Wednesday, December 9, 2015
A (Belated) Wish For National Family Caregivers Month
November was National Family Caregivers Month.
One of my dearest friends has suddenly become a caregiver. Literally overnight. No ramp up, or rather ramp down. No slow decline foretelling a dark diagnosis. No creep of symptoms. Just, wham!
She was--is--was--is a brilliant therapist and program director at a human services agency. I don't know what verb tense to use any more because, while she is still all those things, and her talents and wisdom have not diminished, she is now, more than anything, a caregiver for her husband of 40+ years who suffered a severe stroke that paralyzed half of his body.
As long as she is awake, he is in the forefront of her mind. She carries him with her to every meeting and errand. He occupies her frontal lobe, and the creative thinking and problem solving abilities that she is accustomed to using to great success in her work are now locked onto him and his every movement, and lack of movement.
She has learned a new set of skills: how to help him transfer from bed to wheelchair and back to bed; how to read to him the books about history that he loves and she abhors until he finally falls asleep at night; how to surround his anxiety with compassion and hope, while quelling her own terrors and growing claustrophobia at how much their world has shrunk.
The physical labor is exhausting. But the mental and emotional demands can be defeating. He is now the patient, and his efforts at recovery take precedence. This means that the house is remodeled to accommodate his limitations, their time moulds to his needs, and his feelings come first. She must construct a facade that is brave without minimizing the obstacles; one that can absorb his anxieties, anger, frustrations, despondency, and unrealistic hopes without flinching. All the while arresting her own corresponding feelings so that she never tips the emotional scales away from his ability to sustain hope.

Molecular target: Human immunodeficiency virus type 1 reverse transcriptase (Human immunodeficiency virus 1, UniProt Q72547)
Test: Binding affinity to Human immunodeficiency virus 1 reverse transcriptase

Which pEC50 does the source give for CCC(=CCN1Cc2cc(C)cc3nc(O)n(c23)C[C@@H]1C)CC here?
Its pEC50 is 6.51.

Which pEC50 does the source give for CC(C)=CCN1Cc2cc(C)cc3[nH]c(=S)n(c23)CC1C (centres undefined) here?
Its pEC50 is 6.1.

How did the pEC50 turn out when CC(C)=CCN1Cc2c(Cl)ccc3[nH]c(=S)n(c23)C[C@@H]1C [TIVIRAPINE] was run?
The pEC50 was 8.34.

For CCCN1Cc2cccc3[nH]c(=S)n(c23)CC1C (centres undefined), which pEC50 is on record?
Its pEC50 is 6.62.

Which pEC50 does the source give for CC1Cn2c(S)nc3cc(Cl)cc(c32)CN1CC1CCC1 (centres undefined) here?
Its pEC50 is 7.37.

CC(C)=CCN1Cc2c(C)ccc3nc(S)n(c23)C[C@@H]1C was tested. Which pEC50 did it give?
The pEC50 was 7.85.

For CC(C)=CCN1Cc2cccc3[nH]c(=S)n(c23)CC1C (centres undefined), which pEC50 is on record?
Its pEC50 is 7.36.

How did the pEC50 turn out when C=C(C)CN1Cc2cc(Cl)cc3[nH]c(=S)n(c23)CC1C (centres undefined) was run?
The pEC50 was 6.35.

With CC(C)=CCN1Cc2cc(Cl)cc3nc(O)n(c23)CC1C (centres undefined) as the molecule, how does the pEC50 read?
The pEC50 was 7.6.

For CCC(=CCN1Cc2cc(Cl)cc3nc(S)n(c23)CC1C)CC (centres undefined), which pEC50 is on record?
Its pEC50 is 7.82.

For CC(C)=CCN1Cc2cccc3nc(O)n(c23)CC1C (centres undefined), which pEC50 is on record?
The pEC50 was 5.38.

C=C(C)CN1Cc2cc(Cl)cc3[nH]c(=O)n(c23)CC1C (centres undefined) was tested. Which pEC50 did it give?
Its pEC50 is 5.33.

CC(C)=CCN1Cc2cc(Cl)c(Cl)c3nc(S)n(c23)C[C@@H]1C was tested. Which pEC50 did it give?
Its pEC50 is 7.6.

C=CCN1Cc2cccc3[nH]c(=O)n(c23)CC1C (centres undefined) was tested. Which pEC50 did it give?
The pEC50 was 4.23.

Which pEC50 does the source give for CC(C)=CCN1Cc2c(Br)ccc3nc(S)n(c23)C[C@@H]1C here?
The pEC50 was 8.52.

I am not writing about his horrific transformation from partner to patient. Nor am I emphasizing how much he is still his deep thinking and deeply caring self. He reaches out to her with his good arm and surrounds her, as best as he can, with his enduring love and appreciation.
No, her physical and emotional depletion are not because her partner ignores her or doesn't appreciate her experience and efforts. Her emotional and physical depletion just....are. They are not because she is trying too hard or not giving herself any respite or not using all the massage gift coupons friends have been giving her. They are just the inevitable sackcloth that caregivers wear.
So November was family caregiver month. Articles offer appreciation for the hardships caregivers experience and advise caregivers to take care of themselves, to de-stress, to take time off, to connect with friends and family.
All I can offer is this: I see you. I know what it's like for you. I know there are days you celebrate and days you want to pull all the plugs on everything. I offer you my deepest, most heart-mind-soul felt gratitude. I offer this to my own caregiver/husband, and to all other caregivers. I wish you peace.